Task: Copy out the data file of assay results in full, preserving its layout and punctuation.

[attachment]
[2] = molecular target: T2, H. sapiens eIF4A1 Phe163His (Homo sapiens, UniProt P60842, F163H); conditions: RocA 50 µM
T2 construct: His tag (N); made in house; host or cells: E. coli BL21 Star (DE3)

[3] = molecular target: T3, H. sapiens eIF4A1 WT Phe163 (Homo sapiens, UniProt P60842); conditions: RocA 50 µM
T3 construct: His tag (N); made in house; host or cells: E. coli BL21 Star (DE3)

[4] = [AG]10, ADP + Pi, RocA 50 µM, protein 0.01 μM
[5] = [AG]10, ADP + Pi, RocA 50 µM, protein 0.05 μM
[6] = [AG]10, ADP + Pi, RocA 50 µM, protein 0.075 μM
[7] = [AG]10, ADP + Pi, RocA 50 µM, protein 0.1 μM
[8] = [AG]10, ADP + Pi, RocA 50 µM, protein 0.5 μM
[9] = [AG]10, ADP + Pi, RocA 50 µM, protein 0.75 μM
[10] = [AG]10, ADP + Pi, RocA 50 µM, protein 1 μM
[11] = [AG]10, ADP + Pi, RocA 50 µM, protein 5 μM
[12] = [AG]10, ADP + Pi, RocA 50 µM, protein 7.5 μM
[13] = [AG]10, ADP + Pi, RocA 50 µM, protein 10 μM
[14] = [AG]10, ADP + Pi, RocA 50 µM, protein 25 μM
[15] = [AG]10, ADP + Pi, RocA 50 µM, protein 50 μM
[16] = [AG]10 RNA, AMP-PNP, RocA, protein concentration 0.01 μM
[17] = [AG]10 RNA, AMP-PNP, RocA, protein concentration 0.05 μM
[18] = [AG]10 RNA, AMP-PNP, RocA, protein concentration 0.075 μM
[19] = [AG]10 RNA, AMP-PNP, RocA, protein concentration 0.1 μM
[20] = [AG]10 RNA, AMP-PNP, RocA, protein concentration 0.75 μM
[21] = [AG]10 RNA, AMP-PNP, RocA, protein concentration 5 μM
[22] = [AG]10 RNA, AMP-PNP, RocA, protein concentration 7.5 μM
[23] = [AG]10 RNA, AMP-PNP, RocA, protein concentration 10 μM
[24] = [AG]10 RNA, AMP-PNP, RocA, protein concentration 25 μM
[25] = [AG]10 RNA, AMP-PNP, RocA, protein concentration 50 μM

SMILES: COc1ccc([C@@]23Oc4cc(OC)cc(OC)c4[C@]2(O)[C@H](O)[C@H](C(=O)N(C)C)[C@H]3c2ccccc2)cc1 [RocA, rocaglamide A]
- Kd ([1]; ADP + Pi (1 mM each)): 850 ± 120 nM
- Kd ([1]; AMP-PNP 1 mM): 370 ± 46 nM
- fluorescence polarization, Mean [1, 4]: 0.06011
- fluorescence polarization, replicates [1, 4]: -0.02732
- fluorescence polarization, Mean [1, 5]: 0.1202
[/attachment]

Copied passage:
[2] = molecular target: T2, H. sapiens eIF4A1 Phe163His (Homo sapiens, UniProt P60842, F163H); conditions: RocA 50 µM
T2 construct: His tag (N); made in house; host or cells: E. coli BL21 Star (DE3)

[3] = molecular target: T3, H. sapiens eIF4A1 WT Phe163 (Homo sapiens, UniProt P60842); conditions: RocA 50 µM
T3 construct: His tag (N); made in house; host or cells: E. coli BL21 Star (DE3)

[4] = [AG]10, ADP + Pi, RocA 50 µM, protein 0.01 μM
[5] = [AG]10, ADP + Pi, RocA 50 µM, protein 0.05 μM
[6] = [AG]10, ADP + Pi, RocA 50 µM, protein 0.075 μM
[7] = [AG]10, ADP + Pi, RocA 50 µM, protein 0.1 μM
[8] = [AG]10, ADP + Pi, RocA 50 µM, protein 0.5 μM
[9] = [AG]10, ADP + Pi, RocA 50 µM, protein 0.75 μM
[10] = [AG]10, ADP + Pi, RocA 50 µM, protein 1 μM
[11] = [AG]10, ADP + Pi, RocA 50 µM, protein 5 μM
[12] = [AG]10, ADP + Pi, RocA 50 µM, protein 7.5 μM
[13] = [AG]10, ADP + Pi, RocA 50 µM, protein 10 μM
[14] = [AG]10, ADP + Pi, RocA 50 µM, protein 25 μM
[15] = [AG]10, ADP + Pi, RocA 50 µM, protein 50 μM
[16] = [AG]10 RNA, AMP-PNP, RocA, protein concentration 0.01 μM
[17] = [AG]10 RNA, AMP-PNP, RocA, protein concentration 0.05 μM
[18] = [AG]10 RNA, AMP-PNP, RocA, protein concentration 0.075 μM
[19] = [AG]10 RNA, AMP-PNP, RocA, protein concentration 0.1 μM
[20] = [AG]10 RNA, AMP-PNP, RocA, protein concentration 0.75 μM
[21] = [AG]10 RNA, AMP-PNP, RocA, protein concentration 5 μM
[22] = [AG]10 RNA, AMP-PNP, RocA, protein concentration 7.5 μM
[23] = [AG]10 RNA, AMP-PNP, RocA, protein concentration 10 μM
[24] = [AG]10 RNA, AMP-PNP, RocA, protein concentration 25 μM
[25] = [AG]10 RNA, AMP-PNP, RocA, protein concentration 50 μM

SMILES: COc1ccc([C@@]23Oc4cc(OC)cc(OC)c4[C@]2(O)[C@H](O)[C@H](C(=O)N(C)C)[C@H]3c2ccccc2)cc1 [RocA, rocaglamide A]
- Kd ([1]; ADP + Pi (1 mM each)): 850 ± 120 nM
- Kd ([1]; AMP-PNP 1 mM): 370 ± 46 nM
- fluorescence polarization, Mean [1, 4]: 0.06011
- fluorescence polarization, replicates [1, 4]: -0.02732
- fluorescence polarization, Mean [1, 5]: 0.1202